Definition of attract
: to cause to approach or adhere: such asa : to pull to or draw toward oneself or itself A magnet attracts iron.b : to draw by appeal to natural or excited interest, emotion, or aesthetic sense : entice attract attention The museum attracts visitors.
: to exercise attraction Opposites attract.
attractorplay \-ˈtrak-tər\ noun
Examples of attract in a Sentence
The company has a difficult time attracting good employees because of its poor pay and benefits.
The chance to travel around the world attracted me to a career as a flight attendant.
The museum attracts visitors from all over the world.
The scent will attract certain insects.
Certain insects are attracted by the scent.
Her bright blue eyes attracted me.
The bird's colorful feathers are used to attract a mate.
Recent Examples of attract from the Web
The day after Trump fired FBI Director James B. Comey, an impromptu gathering outside the White House attracted office workers who held aloft signs made with manila envelopes and other office supplies.
The meet-up tends to attract up to 40 flow artists, parkour athletes, acrobats, gymnasts, and musicians.
As a precaution, the European Union in 2013 put a moratorium on using three neonicotinoids on oilseed rape and other flowering crops that attract bees.
The 5K attracted a small but spirited group that ran alongside joggers without bib numbers and bicyclists on the scenic Wicker Park paths.
So the investigator had every worker lay down his tool in a field, and observed that just one sickle attracted blowflies, which were known to seek out blood.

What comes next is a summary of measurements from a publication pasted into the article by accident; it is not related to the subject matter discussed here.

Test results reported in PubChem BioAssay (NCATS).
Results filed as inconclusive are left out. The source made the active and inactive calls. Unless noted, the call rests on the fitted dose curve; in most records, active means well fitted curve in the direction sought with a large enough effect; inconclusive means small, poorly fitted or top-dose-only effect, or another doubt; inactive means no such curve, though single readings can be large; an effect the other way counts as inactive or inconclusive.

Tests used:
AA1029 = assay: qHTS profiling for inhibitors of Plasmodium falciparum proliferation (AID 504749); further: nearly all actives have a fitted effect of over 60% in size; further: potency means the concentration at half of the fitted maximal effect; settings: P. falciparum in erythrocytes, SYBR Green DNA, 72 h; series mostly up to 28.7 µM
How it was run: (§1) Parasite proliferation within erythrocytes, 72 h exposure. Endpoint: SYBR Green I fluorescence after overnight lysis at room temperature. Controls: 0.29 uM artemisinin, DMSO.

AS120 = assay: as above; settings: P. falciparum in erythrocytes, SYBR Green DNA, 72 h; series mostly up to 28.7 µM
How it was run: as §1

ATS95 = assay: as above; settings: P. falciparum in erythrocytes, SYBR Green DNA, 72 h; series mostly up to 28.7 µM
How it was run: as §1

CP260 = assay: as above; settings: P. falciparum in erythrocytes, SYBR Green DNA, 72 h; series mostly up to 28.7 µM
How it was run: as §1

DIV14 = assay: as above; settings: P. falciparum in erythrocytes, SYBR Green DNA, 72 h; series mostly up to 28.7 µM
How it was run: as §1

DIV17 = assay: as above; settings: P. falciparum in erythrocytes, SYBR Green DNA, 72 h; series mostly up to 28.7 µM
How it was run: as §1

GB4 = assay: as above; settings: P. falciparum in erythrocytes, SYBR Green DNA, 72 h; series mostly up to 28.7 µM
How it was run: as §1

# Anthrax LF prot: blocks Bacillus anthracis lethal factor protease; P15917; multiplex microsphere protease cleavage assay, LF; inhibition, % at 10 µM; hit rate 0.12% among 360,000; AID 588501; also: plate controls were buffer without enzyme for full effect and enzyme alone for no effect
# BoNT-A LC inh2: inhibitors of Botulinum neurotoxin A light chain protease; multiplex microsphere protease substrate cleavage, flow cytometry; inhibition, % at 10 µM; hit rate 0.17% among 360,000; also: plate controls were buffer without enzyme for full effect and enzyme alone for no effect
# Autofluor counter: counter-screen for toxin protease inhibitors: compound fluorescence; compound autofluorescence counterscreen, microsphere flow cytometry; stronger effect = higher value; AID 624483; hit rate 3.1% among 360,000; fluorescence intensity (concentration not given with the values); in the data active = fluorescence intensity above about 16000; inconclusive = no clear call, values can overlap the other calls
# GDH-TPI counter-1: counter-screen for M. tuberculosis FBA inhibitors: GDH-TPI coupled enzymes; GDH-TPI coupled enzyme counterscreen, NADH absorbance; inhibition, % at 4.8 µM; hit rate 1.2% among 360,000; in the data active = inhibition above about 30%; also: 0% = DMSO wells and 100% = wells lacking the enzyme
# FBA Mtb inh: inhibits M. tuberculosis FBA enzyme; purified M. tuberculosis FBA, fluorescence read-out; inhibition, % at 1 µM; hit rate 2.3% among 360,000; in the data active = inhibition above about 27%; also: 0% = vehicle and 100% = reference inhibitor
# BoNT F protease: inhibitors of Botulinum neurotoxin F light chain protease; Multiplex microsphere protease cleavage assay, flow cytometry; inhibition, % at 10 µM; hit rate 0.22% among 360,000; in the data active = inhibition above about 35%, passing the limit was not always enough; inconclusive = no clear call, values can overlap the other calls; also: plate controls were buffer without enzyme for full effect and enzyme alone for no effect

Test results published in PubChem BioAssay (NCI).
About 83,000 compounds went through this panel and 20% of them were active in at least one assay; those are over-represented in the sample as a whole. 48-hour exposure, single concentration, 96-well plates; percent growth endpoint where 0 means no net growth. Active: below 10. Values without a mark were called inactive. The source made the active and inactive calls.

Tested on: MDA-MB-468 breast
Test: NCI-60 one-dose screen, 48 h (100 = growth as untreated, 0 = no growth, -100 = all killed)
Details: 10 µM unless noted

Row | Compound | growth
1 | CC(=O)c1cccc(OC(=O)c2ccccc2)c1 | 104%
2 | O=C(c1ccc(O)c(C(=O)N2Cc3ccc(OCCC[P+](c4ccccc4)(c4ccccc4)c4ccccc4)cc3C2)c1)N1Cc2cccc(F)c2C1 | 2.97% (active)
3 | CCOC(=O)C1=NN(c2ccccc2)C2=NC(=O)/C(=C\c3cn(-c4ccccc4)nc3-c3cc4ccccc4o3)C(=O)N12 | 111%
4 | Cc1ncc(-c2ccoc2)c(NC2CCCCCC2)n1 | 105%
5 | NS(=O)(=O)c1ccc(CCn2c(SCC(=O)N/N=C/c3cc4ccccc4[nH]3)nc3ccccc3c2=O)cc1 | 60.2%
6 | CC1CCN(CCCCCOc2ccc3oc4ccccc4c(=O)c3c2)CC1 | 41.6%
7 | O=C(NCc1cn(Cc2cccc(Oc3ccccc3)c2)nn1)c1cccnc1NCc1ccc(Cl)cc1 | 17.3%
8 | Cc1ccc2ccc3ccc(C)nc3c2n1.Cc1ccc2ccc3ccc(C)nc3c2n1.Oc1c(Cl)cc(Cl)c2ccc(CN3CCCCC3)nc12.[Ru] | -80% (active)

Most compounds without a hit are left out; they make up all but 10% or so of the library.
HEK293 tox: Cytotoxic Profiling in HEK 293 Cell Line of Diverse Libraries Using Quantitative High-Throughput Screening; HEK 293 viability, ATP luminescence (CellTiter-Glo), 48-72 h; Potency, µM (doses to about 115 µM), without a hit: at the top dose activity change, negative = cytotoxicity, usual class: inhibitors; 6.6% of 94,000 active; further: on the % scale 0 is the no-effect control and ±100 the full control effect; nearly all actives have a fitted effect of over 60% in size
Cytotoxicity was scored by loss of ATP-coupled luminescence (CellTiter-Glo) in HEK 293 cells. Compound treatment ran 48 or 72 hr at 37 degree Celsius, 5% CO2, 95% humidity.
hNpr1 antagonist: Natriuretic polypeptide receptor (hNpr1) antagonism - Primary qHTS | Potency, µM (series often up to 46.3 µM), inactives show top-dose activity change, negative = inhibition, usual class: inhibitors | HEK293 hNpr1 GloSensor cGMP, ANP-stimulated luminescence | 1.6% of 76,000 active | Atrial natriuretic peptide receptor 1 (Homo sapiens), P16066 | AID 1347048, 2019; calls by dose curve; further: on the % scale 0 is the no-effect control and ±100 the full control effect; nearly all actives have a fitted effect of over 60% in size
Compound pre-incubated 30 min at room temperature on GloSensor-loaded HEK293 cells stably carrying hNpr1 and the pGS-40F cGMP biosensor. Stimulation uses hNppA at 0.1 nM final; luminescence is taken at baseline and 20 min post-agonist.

A mix of uses creates activity that attracts and retains people.
Today, Hosanna is a living schoolhouse museum, attracting visitors from all over the country.
Mr. Lewis said the videos on Well Done had already attracted 265 million views.
These example sentences are selected automatically from various online news sources to reflect current usage of the word 'attract'. Views expressed in the examples do not represent the opinion of Merriam-Webster or its editors. Send us feedback.
Origin and Etymology of attract
Middle English, from Latin attractus, past participle of attrahere, from ad- + trahere to pull, draw
First Known Use: 15th centurySee Words from the same year
Synonym Discussion of attract
ATTRACT Defined for English Language Learners
Definition of attract for English Language Learners
: to cause (someone) to choose to do or be involved in something
: to cause (someone) to like or be interested in something
: to cause (someone or something) to go to or move to or toward a place
ATTRACT Defined for Kids
Definition of attract for Students
1 : to draw by appealing to interest or feeling I guess we must've been talking pretty loud, because…we attracted a crowd. — Jeff Kinney, Wimpy Kid
2 : to draw to or toward something else A magnet attracts iron.
Word Root of attract
The Latin word tractus, meaning “pulled” or “dragged,” gives us the root tract. Words from the Latin tractus have to do with being pulled or dragged. To attract is to pull or draw towards you. To distract is to pull someone's attention away from something. To extract is to pull one thing out of another. To subtract is to pull a portion or number away from a group or from a whole.
Seen and Heard
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